Noting that the Paleolithic Diet, also referred to as the Caveman Diet, appeals to our sense that life used to be more in sync with our environment, Zuk explains that not all aspects of the human body work perfectly because we technically evolved from fish (and, before that, single-celled organisms), not from scratch. There are a lot of compromises in human evolution, she says, noting hiccups, hernias, and hemorrhoids as examples. “But the reason for that isn’t because evolution messed up; it’s because evolution had to start from a constrained point. And I think that’s an interesting thing to think about in respect to diet, too—that our digestive systems and our teeth had to come from somewhere. They weren’t just invented de novo for people,” she says.
Zuk says it’s often easy to misunderstand the concept of evolution because it’s a complicated process for which not even scientists have found all of the answers. “Different genes change at different rates,” she says. “We share a lot of genes with carnations and sea anemones and lots of other animals; there’s many genes that we have in common with Drosophila [fruit flies]. But nobody’s suggesting we should eat what flies eat, even though we have genes in common with flies.
“You can suggest that there are a lot of similarities in all animals, and so we’re likely to have more genes in common with our more recent ancestors than with our more distant ancestors. But that doesn’t mean that for any given gene, they’ve all changed or they all haven’t changed,” she continues.
Zuk gives humans’ ability to digest milk as an example of a gene that has changed remarkably fast in evolutionary terms. “And yet people will persist in saying that our hunter-gatherer ancestors didn’t drink milk past weaning, but our agricultural ancestors did. And the reason they did is that their genes had changed; there has been evolution since we were hunter-gatherers,” she says, noting that there certainly hasn’t been evolution in every single one of our genes.
Although she laments that many consumers may look to the Paleolithic Diet as a cure-all or an easy fix for bad eating habits, she does see benefit in examining the general rules about how hunter-gatherers ate and what relevance that has to what we’re doing today.
Zuk cites a study of aboriginal Australians that looked for a possible link between an indigenous diet and modern diseases such as diabetes, heart disease, and obesity. “People followed the aboriginal diet—eating a very high fiber content, walking throughout much of the day, digging up wild tubers—and there was a precipitous drop in blood pressure and blood sugar levels,” she says. “So you can demonstrate that eating closer to the way a lot of indigenous ancestors of modern people ate is going to have good effects on the descendants of those people. But that doesn’t mean that everybody needs to be eating yams, for instance. It’s possible that if they ate the ancestral diet of people from southeast Asia or the ancestral diet of the people from South America that they would be doing better as well.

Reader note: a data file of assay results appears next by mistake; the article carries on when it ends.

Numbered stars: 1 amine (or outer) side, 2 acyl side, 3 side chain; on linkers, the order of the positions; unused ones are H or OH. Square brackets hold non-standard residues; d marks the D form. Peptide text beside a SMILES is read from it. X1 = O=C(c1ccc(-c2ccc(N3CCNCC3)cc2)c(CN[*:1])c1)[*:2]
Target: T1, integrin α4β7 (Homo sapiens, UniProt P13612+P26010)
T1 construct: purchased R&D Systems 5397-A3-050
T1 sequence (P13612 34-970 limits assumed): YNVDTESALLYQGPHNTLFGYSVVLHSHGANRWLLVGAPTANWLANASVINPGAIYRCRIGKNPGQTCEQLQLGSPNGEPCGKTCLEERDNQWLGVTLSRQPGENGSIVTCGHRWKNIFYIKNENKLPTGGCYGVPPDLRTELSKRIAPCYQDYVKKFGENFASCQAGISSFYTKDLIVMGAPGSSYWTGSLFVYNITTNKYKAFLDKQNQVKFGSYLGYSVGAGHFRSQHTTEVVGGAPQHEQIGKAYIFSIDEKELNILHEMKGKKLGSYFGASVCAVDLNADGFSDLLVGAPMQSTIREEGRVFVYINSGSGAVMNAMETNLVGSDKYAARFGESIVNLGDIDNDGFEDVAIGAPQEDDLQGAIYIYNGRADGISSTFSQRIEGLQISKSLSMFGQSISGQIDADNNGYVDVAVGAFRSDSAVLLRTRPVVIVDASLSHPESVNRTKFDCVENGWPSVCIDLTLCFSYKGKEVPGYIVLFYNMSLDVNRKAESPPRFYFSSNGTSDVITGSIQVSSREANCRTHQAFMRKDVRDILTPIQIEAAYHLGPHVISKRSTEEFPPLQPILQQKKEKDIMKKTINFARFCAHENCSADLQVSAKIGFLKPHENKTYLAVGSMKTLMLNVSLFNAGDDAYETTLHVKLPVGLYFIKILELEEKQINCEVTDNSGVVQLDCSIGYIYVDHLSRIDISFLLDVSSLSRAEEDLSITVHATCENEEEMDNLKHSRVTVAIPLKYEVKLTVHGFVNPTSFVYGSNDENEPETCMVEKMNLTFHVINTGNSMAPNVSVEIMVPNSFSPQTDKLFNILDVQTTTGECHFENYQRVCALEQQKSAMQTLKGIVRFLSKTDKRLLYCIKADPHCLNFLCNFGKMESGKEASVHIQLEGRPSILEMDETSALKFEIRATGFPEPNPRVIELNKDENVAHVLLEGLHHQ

“The only reason we think that people in our ancestral hunter-gatherer societies had these wonderful diets to which they were perfectly adapted to is that they’re not around to talk to us about how it wasn’t,” she continues. “You can see that evolution has affected a lot of aspects of our physiology and the way we do everything. You just don’t want to have an oversimplified idea that you’re applying.”
The Bigger Picture
Armelagos believes that the takeaway message in examining Paleolithic nutrition may not lie in simply reverting clients back to an ancient way of eating but in helping us determine how we got to this place in history—and how best to move forth. “When we look at the evolutionary history, I don’t think what it’s calling us to do is to eat like the caveman. What it’s telling us is how these problems originated. Part of what I’m seeing in the research I’ve done is to let us understand how we got into our current dilemma. Then we might have other ways of dealing with those particular issues,” he says.
Citing a 1992 study published in the Journal of the American Dietetic Association in which Murphy et al found that only 22% of participants were following two thirds of the recommended daily allowances and that only 14% were consuming less than 30% of dietary fat, with only 2% following both of these, he asks the question, “If Homo sapiens are the self-proclaimed wise ones, then why don’t we eat right?”
Whereas Murphy believed the answer to be in better educating the public about nutrition, Armelagos says it could be in better understanding our evolutionary history. “But it’s a difficult task when you have all these systems that can deliver so much food to so many people at such a low cost,” he says.
“If you look at it from an evolutionary perspective, you have first the evolutionary change in which you have a demand for high-density foods, which created the major selective force for a couple million years in humans; and then you have the impact of agriculture, which increased the nutritional diseases and infectious diseases. Then about 200 years ago, you have the development of the industrialization of the food system, which further exacerbates the nutritional dilemma that humans face,” he explains.
While agreeing that we could learn much from the generalities of what our hunter-gatherer ancestors ate, Armelagos concludes with where he believes the biggest gain from our hunter-gatherer friends could hide: exercise. “For the time it took the !Kung [hunter-gatherer] woman to go out and collect food, it takes me about 20 minutes to go to the grocery store to get that food and 20 minutes to cook it, [equating to] 40 minutes. It took her two or three hours of going out and collecting. Now the difference is that I have to work to earn the money to pay for that food, but I’m earning that sitting down thinking and writing. If there was anything that The Paleolithic Prescription would tell us, it’s that we need more exercise.”
— Juliann Schaeffer is an editorial assistant at Today’s Dietitian.